AI News, IBM’s New Do-It-All Deep-Learning Chip

IBM’s New Do-It-All Deep-Learning Chip

“The most advanced precision that you can do for training is 16 bits, and the most advanced you can do for inference is 2 bits,” explains Kailash Gopalakrishnan, the distinguished member of the technical staff at IBM’s Yorktown Heights research center who led the effort.

“This chip potentially covers the best of training known today and the best of inference known today.” The chip’s ability to do all of this stems from two innovations that are both aimed at the same outcome—keeping all the processor components fed with data and working.

To break through these information infarctions, Gopalakrishnan’s team came up with a “customized” data flow system.The data flow system is a network scheme that speeds the movement of data from one processing engine to the next.It is customized according to whether it’shandlinglearning or inference and for the different scales of precision.

For example, there are certain situations where a cache would push a chunk of data out to the computer’s main memory (evict it), but if that data’s needed as part of the neural network’s inferencing or learning process, the system will then have to wait until it can be retrieved from main memory.

The resulting chip can perform all three of today’s main flavors of deep learning AI: convolutional neural networks (CNN), multilayer perceptrons (MLP), and long short-term memory (LSTM).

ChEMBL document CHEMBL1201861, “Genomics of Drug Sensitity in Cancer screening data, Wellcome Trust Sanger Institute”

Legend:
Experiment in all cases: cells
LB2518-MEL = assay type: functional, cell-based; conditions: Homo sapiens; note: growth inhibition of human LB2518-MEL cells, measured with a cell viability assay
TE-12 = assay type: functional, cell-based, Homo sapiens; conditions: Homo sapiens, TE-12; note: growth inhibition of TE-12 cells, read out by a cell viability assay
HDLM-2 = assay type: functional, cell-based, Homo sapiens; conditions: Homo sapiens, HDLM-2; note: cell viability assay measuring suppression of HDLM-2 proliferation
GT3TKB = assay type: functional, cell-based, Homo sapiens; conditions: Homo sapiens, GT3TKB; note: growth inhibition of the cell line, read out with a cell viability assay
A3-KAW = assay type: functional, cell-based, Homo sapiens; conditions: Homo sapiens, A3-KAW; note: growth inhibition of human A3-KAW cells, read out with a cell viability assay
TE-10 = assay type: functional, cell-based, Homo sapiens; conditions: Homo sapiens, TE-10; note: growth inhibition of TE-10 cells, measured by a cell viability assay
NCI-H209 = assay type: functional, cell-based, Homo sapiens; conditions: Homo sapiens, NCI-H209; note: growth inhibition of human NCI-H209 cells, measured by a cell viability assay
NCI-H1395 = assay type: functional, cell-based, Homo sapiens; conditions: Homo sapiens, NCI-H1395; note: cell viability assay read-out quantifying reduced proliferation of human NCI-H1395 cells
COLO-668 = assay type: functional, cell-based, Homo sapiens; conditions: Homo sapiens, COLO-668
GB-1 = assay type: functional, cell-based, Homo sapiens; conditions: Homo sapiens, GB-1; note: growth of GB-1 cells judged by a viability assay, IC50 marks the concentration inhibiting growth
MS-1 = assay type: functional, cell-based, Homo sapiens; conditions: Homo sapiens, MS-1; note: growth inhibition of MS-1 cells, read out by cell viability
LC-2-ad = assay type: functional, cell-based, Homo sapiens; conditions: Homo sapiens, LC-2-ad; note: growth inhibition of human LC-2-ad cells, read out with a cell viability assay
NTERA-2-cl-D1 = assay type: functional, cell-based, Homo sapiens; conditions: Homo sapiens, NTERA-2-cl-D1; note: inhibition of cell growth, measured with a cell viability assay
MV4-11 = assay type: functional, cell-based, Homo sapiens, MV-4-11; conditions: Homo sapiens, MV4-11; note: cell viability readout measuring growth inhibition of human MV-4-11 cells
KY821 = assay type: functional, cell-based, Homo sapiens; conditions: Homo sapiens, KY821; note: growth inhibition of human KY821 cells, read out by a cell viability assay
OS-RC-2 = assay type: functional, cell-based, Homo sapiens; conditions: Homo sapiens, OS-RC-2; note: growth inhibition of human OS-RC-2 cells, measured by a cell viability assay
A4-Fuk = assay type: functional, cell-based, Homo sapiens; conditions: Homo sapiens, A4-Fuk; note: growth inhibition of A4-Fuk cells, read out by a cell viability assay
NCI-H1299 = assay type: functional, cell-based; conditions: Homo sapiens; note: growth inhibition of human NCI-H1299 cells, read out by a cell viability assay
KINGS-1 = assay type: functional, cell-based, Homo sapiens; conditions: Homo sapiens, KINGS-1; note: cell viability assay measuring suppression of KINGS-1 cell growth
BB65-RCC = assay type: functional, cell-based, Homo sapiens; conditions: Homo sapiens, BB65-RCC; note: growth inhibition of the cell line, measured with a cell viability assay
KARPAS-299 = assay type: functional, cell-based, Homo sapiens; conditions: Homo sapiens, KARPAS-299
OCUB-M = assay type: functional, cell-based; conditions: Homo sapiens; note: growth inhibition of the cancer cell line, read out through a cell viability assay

Gopalakrishnan points out that because the chip is made using an advanced silicon CMOS manufacturing process (GlobalFoundries’ 14-nanometer process), all those operations per second are packed into a pretty small area.

Deep Learning in Real Time — Inference Acceleration and Continuous Training

Deep learning is revolutionizing many areas of computer vision and natural language processing (NLP), infusing into increasingly more consumer and industrial products intelligence capabilities with the potential to impact the everyday experience of people and the standard processes of industry practices.

Like any statistical machine learning model, the validity and effectiveness of a deep neural network critically hinge on the assumption that the distribution of the input and output data does not change significantly over time, rendering the patterns and intricacies the model originally learned underperforming or even unusable.